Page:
Bearing Fruit (John 15:1-8, Part 2)By Pastor Boffey on Sunday, April 23, 2006.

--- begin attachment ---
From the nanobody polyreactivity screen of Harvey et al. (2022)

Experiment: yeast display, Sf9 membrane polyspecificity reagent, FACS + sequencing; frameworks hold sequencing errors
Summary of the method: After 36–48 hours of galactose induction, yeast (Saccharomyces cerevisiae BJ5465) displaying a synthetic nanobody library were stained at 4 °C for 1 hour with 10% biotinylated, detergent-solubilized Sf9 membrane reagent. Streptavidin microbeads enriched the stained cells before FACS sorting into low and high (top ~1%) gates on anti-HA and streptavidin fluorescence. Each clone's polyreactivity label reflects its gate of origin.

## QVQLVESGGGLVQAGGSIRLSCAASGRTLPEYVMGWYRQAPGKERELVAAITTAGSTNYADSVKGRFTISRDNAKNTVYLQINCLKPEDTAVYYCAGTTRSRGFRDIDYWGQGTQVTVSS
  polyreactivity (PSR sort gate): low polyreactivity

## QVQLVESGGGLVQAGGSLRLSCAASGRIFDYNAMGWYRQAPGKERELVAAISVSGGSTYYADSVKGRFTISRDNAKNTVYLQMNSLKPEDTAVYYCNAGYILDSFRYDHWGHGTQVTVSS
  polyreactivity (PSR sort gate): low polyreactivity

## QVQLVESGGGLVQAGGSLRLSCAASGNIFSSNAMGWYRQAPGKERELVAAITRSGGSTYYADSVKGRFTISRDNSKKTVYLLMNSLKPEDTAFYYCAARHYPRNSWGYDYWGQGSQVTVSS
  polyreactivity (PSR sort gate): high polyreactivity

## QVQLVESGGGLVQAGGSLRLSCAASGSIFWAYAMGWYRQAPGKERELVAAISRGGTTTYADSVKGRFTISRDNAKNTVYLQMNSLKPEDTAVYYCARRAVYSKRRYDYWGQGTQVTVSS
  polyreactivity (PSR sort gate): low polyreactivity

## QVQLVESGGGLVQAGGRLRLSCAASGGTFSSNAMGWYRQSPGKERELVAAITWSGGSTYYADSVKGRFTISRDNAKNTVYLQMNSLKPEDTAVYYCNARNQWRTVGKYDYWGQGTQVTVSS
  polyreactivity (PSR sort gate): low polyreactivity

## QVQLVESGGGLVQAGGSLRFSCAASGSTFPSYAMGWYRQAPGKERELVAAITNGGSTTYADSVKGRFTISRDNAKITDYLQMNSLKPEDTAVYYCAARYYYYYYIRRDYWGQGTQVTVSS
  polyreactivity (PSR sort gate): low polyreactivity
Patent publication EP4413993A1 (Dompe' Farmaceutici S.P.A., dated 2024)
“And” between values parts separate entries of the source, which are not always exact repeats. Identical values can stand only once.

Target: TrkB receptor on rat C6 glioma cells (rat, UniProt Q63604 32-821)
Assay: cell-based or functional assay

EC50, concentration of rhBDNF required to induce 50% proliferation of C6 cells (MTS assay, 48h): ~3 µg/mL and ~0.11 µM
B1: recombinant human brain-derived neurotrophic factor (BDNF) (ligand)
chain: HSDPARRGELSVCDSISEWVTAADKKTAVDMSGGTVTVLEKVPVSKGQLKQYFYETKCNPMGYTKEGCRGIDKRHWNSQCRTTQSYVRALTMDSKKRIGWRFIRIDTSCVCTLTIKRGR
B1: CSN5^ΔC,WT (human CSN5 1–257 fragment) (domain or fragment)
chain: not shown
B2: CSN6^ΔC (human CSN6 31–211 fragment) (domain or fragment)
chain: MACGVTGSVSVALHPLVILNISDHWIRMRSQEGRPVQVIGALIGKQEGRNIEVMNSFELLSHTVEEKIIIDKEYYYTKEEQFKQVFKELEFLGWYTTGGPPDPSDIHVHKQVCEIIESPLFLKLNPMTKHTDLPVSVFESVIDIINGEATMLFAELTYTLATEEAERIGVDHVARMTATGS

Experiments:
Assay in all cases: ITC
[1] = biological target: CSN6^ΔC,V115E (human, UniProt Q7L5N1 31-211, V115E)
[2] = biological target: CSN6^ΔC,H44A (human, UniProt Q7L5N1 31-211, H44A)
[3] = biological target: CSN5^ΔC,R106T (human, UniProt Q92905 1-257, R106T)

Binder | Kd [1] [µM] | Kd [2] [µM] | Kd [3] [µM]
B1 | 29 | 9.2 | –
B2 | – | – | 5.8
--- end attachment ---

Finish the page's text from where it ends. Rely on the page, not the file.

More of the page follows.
BEARING FRUIT (JOHN 15:1-8) I. These verses emphasize the need for saints to be characterized by the bearing of (spiritual) fruit. A. The ordinance FOR the first Adam (and his seed) was one of natural fruitfulness to subdue the earth. GEN 1:28; GEN 9:1; GEN 9:7. B. The ordinance FROM the Last Adam (to His seed) is one of spiritual fruitfulness to subdue the flesh. ROM 6:22. C. The fruit of the Spirit are such things as mentioned in GAL 5:22-24. D. NOTE: Root precedes fruit! MAT 7:17-19. II. JOH 15:1. Christ identifies Himself as the true vine. A. It is Him to Whom men must be attached to have life, not natural Israel. JOH 5:26 c/w JOH 14:6; GAL 3:28-29. B. The church is a vine. PSA 80:8. C. Thus, Christ identifies with His church as being of one stock. HEB 2:11. See also HOS 11:1 c/w MAT 2:15. 1. The church is His body, of which He is the Head. COL 1:18. 2. We are members of Him. EPH 5:30. D. God is the Husbandman of the church; it is His husbandry (1CO 3:9), not Abraham's, Moses', Peter's, the Pope's or Billy Graham's. III. JOH 15:2-6. Christ warns of the Father's will in dealing with the branches of His vine. A. Consider the sorry end of discarded fruitless branches. 1. The idea is that if a person produces no fruit, he has no part in the church/vine. This was represented in the O.T. exclusion of eunuchs and such like. DEU 23:1; ISA 56:3. 2. It is true that there are some who get into the church who are fruitless because they have NO part in Christ. MAT 15:12-13; JUDE 1:12-13. 3. But Christ here affirms "Every branch IN ME that beareth not fruit He taketh away..." a. This is problematic for Calvinism, which generally denies the possibility of non-fruit-bearing elect children of God. b. Scripture makes allowance for people who are IN Christ eternally, but not in Him practically or temporally. The blinded elect portion of natural Israel is such an example. ROM 11:26-29. c. This taking away and discarding does not mean that a person loses his eternal redemption which he has by covenant promise. Christ will not thus deny Himself. 2TI 2:12-13 c/w NUM 23:19. d. Rather, he is severed from the spiritual comforts, guides and blessings which God bestows upon FAITHFUL saints, and so puts his spiritual condition into question. HEB 6:7-8. 4. When a chosen vessel ceases to be productive or useful, it is liable to be discarded, and God suffers no damage as a result. JER 18:1-4; LUK 14:34-35. a. No person or group is indispensable to God or His goals. ROM 11:19-22. b. Thus, even saints of the highest station should strive to subdue the flesh. 1CO 9:27. 5. The discarding of unfruitful branches may apply to saints as: a. Individuals, in that spiritual support and blessings may be withdrawn from them through quenching the Spirit. JDG 16:20; 1SA 16:14; 1TH 5:19. b. Church members, in that they may be turned out of the church for ungodliness, and are thus severed from the Spirit of God in His ministration of graces and blessings peculiar to the church. 1CO 5:5-7. c. Churches (as entities), in that they may through sin lose their status as being a true church of Jesus Christ. REV 2:5-7. 6. We ought to be thankful that God is also patient and merciful. REV 2:21; JAM 5:7; LUK 13:6-9. B. Consider God's dealings with fruit-bearing branches. 1. Those who do bear fruit are not cast away, but they are purged. 2. God suffers the righteous to undergo afflictions to refine them. PSA 119:71, 75. 3. When He chastens us thus, it is not for our destruction, but for our improvement. HEB 12:11. 4. NOTE: If the figure of pruning is followed through here, it implies that there may be an over-emphasis in our Christian walk on certain "fruits" that need to be pruned back so other fruit may develop. a. Perhaps we have been big on outward Christianity, but not on inward spiritual values. MAT 23:23-24. b. Perhaps we have been big on judgment to the disregard of mercy. JAM 2:13. c. Perhaps we have emphasized practical righteousness to such a degree that we have forgotten "the LORD our righteousness" (JER 33:16), a condition which can be destructive. ECC 7:16. d. Perhaps we have embraced peace and love to the neglect of holy striving and contention. LUK 12:51 c/w JUDE 1:3; 1PE 3:15. e. Perhaps we have exalted faith to the neglect of obvious duty. JAM 2:14-17. f. Perhaps we have emphasized inferior temporary gifts to the neglect of more excellent durable virtues. 1CO 13:8. 5. We do well to purge ourselves of unprofitable baggage which only hampers our Christian walk. 1CO 3:11-15; 2TI 2:20-21. C. In JOH 15:3, Jesus says, "Now ye are clean through the word which I have spoken unto you." There is cleansing power in the word of Christ. 1. In regeneration, the elect are cleansed inwardly by the effectual creative power of the spoken voice of Christ. a. Christ's voice has the power to quicken the dead by calling. JOH 5:28-29 c/w JOH 11:43-44 c/w JOH 12:17. b. The inward change from spiritual death unto life is described as a cleansing. EPH 2:1 c/w TIT 3:5. c. This cleansing, quickening call is unto eternal glory and is exclusive of human works, according to predestination. 1PE 5:10 c/w 2TI 1:9-10; ROM 8:30. d. This cleansing change by the word is by Christ's voice (not the preacher's); it is irresistible. JOH 5:25. e. This cleansing by the word surely fits the family of God for glory. They are certainly and fully cleansed. EPH 5:25-27. f. This cleansing change is Christ working salvation into men. g. Those who have this cleansing need only to cleanse their walk. JOH 13:10. 2. In conversion, the elect undergo practical cleansing and sanctification via reform of thoughts and actions through obedience to the published word of Christ (the gospel). JOH 17:17-20. a. This cleansing is impossible for the unregenerate. JOH 8:43-44 c/w 1CO 2:14. b. This cleansing by the word is something which the regenerate elect are responsible to do themselves. It pertains to the outward man. 2CO 7:1 c/w JAM 4:8. c. The truth of the word is thus the element of the purging away of the elects' committed sins in a temporal sense, withholding God's chastening. PRO 16:6 c/w ACT 26:18; 1CO 11:31-32. d. By continuing in the word of truth, the elect experience continual cleansing. 1JO 1:7; PSA 119:9 c/w JOH 8:31-32. e. This cleansing by the published word is the working out of the salvation which Christ worked into the elect by His spoken word. PHIL 2:12-13. f. This cleansing by the word is very resistible. ACT 7:51; 2TI 3:8; ISA 1:16-20. 3. In resurrection, the word that Christ personally speaks effectually cleanses away any trace of the old man. The whole man is cleansed. 1CO 15:51-52 c/w JOB 14:14-15 c/w PHIL 3:20-21; 1JO 3:2. a. This cleansing by the word of Christ was demonstrated in the healing of the flesh at His first advent. MAR 1:40-42. b. At the resurrection, all of our vileness and infirmity shall be cleansed away. c. Then shall we fully know, "Now ye are clean through the word which I have spoken unto you." 4. In reformation, the word of Christ sanctifies elements that were once unclean. a. Christ by His cross and His decree pronounces clean what animals were once deemed unclean to eat. 1TI 4:3-5 c/w ACT 10:15. b. Christ by His cross and His decree pronounces Gentiles clean. ACT 10:28. (1) Before the cross, Gentiles were deemed "....aliens from the commonwealth of Israel, and strangers from the covenants of promise, having no hope, and without God in the world" (EPH 2:12). (2) God has now pronounced "no difference" between (believing) Jew and Gentile. ACT 15:7-9. (3) This is not so much "Now ye are clean through the word which I have spoken UNTO you" as it is "Now ye are clean through the word which I have spoken CONCERNING you." c. The word of Christ through the ministry of the gospel sanctifies Gentile worship. 1CO 10:20 c/w ROM 15:16.